I have been reporting to you about this particular scam preying upon home buyers for three years. Earlier this summer, the Consumer Financial Protection Bureau (CFPB) issued a warning about the scam and its dramatic increase. This week there were reports about the scam causing a real estate purchaser in Ballinger, Texas to wire $175,000 to a scammer. The scam targets people involved in the purchase and sales of residential real estate. The scam begins with the hacking into the email accounts of any of the various people involved in the sale. This can be either the buyer, seller, lawyers, title company, real estate agent or mortgage banker. Unfortunately, hacking into email accounts is a relatively easy thing for a skilled identity thief to do. The hackers then monitor the communications regarding the progress of the sale of a particular piece of real estate and when the time is right, generally posing as one of the lawyers, title company or bank mortgage officer, the scammer will email the buyer, telling him or her that funds necessary to complete the sale need to be wired to the phony lawyer’s, title company’s or banker’s account provided in the email. Everything appears normal so unsuspecting buyers too often are wiring the money to the cyberthieves who then launder the money by moving the funds from account to account to make it difficult to trace the funds. According to the CFPB these scams have increased 1,100 percent between 2015 and 2017 causing losses of almost a billion dollars in 2017.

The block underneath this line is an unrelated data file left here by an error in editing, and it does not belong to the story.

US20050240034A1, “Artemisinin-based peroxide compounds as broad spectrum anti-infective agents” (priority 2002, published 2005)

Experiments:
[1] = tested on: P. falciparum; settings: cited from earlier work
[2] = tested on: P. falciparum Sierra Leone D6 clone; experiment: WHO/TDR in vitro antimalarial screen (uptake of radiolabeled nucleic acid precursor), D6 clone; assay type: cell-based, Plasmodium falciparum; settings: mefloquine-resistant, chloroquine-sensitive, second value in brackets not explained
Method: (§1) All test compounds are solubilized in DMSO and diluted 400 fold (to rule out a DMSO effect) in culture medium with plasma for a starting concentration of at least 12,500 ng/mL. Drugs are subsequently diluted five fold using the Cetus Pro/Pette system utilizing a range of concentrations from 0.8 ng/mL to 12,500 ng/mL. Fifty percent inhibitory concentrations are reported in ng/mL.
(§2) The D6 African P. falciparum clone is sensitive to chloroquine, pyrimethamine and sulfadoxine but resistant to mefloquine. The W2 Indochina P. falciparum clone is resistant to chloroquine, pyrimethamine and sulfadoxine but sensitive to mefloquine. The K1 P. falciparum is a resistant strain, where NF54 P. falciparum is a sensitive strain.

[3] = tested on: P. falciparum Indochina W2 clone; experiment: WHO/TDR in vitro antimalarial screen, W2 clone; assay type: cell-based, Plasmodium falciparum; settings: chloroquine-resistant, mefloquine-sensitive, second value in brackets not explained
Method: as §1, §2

Even if you are not involved in buying or selling a home, it is always a good idea to protect your email account from being hacked. This means having a strong password and security question. You can find information about how to pick strong passwords and security questions here in the Scamicide archives as well as in my book “Identity Theft Alert.” Maintain good anti-virus and anti-malware software on all of your electronic devices including your computer as well as your smartphone and keep your security software up to date with the latest security patches as soon as they are made available. Don’t click on links in emails or text messages that may contain malware that can steal your personal information from your electronic devices.
Don’t use public WiFi for any financial or business purposes. Use a virtual private network to encrypt your data when using your electronic devices in public. Never provide personal information in response to an email regardless of how legitimate it may appear until you have independently confirmed that the email is legitimate. Finally, whenever you are asked through an email or text message to wire funds as a part of a real estate or other business transaction, don’t do so until you have confirmed that the request and the account to which you are being asked to wire the funds are legitimate. Appearances can be deceiving so always confirm. It may seem a bit paranoid, but remember, even paranoids have enemies.
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